Opinion: Business unusual — innovating for health systems of the future

“For UHC to become a reality, I believe the widespread adoption of innovative technology in the health care industry must become ‘business as usual,’” said John Sargent. Photo by: BroadReach

On Dec. 12, 2012, the United Nations unanimously endorsed a historic resolution urging all countries to accelerate progress toward universal health coverage — a critical priority for international development.  

UHC Day has been celebrated each year since on that day and spurs advocacy for the right of “all humans to have access to the health care they need without suffering financial hardship.” On Dec. 12, I was on a plane heading to Tokyo to attend the Universal Health Coverage Forum 2017, “Business Unusual: Innovating for Health Systems of the Future,” organized by the Government of Japan, the World Bank, the World Health Organization, UNICEF and UHC2030.

I joined heads of state, ministers of health and finance, and officials from donor and developing countries, as well as leaders from development agencies, the private sector, and academia — all in attendance to stimulate global and country-level progress towards UHC, including pandemic preparedness.

For UHC to become a reality, I believe the widespread adoption of innovative technology in the health care industry must become “business as usual.” The transformative power of technology empowers providers and payers of health care services to operate efficiently, generating the best possible health outcomes for the greatest number of people, in the most economical way possible.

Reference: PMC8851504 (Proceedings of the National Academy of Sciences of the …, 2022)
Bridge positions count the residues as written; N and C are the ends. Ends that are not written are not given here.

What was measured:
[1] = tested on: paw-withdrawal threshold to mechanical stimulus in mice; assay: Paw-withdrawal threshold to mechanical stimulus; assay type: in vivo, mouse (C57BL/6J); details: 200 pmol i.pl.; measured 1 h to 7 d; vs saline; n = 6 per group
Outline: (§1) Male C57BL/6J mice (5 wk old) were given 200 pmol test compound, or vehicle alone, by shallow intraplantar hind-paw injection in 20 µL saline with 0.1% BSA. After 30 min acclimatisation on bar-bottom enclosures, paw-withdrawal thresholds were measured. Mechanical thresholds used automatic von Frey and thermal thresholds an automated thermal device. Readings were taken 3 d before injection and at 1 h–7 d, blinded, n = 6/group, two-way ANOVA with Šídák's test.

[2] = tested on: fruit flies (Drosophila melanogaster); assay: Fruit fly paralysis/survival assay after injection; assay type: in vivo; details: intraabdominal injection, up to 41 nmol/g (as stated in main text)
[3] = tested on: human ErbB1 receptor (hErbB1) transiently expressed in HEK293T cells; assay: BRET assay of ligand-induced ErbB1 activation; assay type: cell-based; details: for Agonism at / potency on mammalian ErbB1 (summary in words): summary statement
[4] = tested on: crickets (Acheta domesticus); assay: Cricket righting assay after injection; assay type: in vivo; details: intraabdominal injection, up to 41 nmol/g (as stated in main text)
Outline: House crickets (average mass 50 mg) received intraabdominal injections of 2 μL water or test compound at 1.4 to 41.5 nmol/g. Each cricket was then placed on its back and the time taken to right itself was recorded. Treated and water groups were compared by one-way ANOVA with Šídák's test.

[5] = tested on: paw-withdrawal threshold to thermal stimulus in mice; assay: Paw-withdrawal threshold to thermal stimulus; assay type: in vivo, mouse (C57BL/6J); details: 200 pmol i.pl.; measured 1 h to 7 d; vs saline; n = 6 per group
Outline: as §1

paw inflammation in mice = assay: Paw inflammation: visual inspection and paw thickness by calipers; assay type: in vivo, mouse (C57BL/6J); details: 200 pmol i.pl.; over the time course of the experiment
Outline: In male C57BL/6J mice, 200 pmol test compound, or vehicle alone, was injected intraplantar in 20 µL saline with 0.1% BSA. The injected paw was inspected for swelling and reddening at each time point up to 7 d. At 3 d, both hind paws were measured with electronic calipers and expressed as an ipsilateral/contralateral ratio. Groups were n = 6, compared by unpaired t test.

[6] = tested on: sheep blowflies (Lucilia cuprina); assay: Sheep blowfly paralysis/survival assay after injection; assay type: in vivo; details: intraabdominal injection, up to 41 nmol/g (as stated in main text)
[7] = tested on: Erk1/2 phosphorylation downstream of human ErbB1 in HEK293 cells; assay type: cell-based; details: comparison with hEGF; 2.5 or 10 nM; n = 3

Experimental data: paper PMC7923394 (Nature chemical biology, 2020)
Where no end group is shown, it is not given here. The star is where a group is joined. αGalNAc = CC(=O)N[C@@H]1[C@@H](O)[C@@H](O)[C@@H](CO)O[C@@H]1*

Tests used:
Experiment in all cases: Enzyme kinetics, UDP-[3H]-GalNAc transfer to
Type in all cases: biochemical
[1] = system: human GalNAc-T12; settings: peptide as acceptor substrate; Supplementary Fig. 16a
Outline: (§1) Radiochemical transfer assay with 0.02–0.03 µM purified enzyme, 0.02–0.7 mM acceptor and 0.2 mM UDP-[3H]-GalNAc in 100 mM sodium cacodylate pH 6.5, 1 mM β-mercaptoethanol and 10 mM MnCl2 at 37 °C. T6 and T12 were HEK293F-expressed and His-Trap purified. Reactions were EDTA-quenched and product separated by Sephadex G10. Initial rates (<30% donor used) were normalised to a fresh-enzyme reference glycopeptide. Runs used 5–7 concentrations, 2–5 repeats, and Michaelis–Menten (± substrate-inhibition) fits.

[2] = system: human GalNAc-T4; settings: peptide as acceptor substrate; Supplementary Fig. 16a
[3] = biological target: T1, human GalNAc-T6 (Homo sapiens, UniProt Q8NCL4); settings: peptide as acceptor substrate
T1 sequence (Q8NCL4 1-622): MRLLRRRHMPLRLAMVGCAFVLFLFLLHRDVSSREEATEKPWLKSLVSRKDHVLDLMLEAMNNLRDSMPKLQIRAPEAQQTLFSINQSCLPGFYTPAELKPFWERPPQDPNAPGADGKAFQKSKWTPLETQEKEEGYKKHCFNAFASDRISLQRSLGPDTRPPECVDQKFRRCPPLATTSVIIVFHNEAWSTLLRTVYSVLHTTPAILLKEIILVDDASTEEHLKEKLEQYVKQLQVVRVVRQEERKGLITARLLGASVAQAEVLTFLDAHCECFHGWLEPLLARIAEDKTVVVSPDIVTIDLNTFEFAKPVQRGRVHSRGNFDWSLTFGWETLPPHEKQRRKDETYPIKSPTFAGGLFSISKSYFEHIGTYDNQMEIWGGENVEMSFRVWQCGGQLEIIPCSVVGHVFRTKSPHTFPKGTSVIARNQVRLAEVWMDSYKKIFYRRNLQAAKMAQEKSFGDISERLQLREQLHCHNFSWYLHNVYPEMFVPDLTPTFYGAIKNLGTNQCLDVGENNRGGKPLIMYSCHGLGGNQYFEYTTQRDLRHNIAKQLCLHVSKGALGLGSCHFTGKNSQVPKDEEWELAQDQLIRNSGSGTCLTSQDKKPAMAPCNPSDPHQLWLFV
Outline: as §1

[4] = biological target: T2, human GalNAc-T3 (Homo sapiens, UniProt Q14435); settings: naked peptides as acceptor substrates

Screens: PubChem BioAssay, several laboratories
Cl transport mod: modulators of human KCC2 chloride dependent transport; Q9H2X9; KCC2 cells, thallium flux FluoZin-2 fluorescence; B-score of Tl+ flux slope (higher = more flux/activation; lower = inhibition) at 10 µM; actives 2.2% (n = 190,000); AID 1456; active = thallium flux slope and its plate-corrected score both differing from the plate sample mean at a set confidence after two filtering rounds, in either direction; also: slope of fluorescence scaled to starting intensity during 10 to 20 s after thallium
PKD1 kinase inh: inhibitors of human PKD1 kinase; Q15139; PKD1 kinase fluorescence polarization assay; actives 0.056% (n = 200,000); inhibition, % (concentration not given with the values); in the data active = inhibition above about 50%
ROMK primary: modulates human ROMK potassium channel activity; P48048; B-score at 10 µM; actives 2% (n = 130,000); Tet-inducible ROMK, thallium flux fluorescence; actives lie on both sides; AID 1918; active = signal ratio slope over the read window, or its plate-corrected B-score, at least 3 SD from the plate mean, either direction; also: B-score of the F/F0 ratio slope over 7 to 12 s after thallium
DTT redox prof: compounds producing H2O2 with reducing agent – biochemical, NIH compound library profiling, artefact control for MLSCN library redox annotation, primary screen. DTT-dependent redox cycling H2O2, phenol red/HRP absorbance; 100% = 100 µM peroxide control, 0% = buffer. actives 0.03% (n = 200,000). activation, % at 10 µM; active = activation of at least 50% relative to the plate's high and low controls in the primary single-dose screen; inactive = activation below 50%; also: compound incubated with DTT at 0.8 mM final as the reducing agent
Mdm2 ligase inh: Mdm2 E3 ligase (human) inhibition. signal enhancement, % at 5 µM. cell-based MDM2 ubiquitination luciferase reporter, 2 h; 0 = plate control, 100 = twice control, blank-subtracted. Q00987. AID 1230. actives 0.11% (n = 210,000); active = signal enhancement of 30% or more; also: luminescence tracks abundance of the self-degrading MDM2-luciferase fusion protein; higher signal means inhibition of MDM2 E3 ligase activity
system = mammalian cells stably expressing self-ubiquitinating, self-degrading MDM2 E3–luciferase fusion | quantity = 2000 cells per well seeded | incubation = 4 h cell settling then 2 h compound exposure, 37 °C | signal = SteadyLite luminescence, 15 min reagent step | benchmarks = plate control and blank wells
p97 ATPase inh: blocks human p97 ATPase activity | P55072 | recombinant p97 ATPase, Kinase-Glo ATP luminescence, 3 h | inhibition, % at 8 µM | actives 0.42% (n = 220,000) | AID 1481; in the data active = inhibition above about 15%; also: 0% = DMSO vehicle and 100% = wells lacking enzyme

Cloud and mobile technologies

For example, enhancements in cloud computing security make electronic health records accessible from decentralized, protected networks. Couple secure access with the ubiquity of mobile devices, and connected care health applications have the power to bring effective health care to more people, with applications ranging from mobile payment, symptom reporting, medication management, and telemedicine.

Engaging patients in their own care boosts prevention and symptom management for patients with diseases ranging from cancer to AIDS. According to the American Society of Clinical Oncology, electronic patient-reported outcomes, or ePROs, extend life while minimizing patient distress in cancer patients — the biggest driver of unnecessary costs such as ER visits and re-hospitalizations.

“Without an established health care infrastructure and entrenched practices built up over many decades, developing countries can innovate more nimbly and consequently bring health care to some of the world’s most marginalized populations."

— John Sargent, co-founder, BroadReach

Dr. Khama Rogo, lead health section specialist at the World Bank and the head of the bank’s Health in Africa Initiative, recognizes the power of mobile technology to unlock inclusive health care for the heretofore-invisible poor. He credits the digital “health wallet,” accessible from cell phones, for removing barriers to universal access to care in Kenya, explaining how government funds transferred to citizens’ health wallet accounts enable people living in slums and remote villages to seek treatment in hospitals and clinics.